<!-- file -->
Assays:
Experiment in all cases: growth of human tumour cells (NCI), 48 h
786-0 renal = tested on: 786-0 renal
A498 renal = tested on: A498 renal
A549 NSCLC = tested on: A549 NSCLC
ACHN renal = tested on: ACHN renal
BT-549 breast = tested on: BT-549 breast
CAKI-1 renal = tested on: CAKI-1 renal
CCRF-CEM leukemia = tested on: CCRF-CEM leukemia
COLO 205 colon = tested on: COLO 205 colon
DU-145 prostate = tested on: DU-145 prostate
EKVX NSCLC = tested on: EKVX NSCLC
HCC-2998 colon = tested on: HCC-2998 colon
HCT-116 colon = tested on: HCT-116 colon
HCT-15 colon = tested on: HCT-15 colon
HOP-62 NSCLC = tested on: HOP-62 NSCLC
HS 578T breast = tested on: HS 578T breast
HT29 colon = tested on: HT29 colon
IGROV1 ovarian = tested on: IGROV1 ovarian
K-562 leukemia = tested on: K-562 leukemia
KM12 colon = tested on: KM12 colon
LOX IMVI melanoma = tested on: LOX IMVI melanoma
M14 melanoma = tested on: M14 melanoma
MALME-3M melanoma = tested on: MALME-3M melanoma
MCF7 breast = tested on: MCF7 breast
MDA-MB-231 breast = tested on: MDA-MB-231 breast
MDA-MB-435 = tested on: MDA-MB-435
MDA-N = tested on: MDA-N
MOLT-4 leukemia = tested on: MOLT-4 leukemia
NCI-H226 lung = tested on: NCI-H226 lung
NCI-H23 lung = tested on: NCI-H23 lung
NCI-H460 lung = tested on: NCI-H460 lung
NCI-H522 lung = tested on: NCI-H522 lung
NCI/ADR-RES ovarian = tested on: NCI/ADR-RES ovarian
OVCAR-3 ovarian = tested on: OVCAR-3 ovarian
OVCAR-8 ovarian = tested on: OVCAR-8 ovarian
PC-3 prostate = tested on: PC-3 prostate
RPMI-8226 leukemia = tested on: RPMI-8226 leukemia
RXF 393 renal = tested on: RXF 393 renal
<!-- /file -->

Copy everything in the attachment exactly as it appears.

Assays:
Experiment in all cases: growth of human tumour cells (NCI), 48 h
786-0 renal = tested on: 786-0 renal
A498 renal = tested on: A498 renal
A549 NSCLC = tested on: A549 NSCLC
ACHN renal = tested on: ACHN renal
BT-549 breast = tested on: BT-549 breast
CAKI-1 renal = tested on: CAKI-1 renal
CCRF-CEM leukemia = tested on: CCRF-CEM leukemia
COLO 205 colon = tested on: COLO 205 colon
DU-145 prostate = tested on: DU-145 prostate
EKVX NSCLC = tested on: EKVX NSCLC
HCC-2998 colon = tested on: HCC-2998 colon
HCT-116 colon = tested on: HCT-116 colon
HCT-15 colon = tested on: HCT-15 colon
HOP-62 NSCLC = tested on: HOP-62 NSCLC
HS 578T breast = tested on: HS 578T breast
HT29 colon = tested on: HT29 colon
IGROV1 ovarian = tested on: IGROV1 ovarian
K-562 leukemia = tested on: K-562 leukemia
KM12 colon = tested on: KM12 colon
LOX IMVI melanoma = tested on: LOX IMVI melanoma
M14 melanoma = tested on: M14 melanoma
MALME-3M melanoma = tested on: MALME-3M melanoma
MCF7 breast = tested on: MCF7 breast
MDA-MB-231 breast = tested on: MDA-MB-231 breast
MDA-MB-435 = tested on: MDA-MB-435
MDA-N = tested on: MDA-N
MOLT-4 leukemia = tested on: MOLT-4 leukemia
NCI-H226 lung = tested on: NCI-H226 lung
NCI-H23 lung = tested on: NCI-H23 lung
NCI-H460 lung = tested on: NCI-H460 lung
NCI-H522 lung = tested on: NCI-H522 lung
NCI/ADR-RES ovarian = tested on: NCI/ADR-RES ovarian
OVCAR-3 ovarian = tested on: OVCAR-3 ovarian
OVCAR-8 ovarian = tested on: OVCAR-8 ovarian
PC-3 prostate = tested on: PC-3 prostate
RPMI-8226 leukemia = tested on: RPMI-8226 leukemia
RXF 393 renal = tested on: RXF 393 renal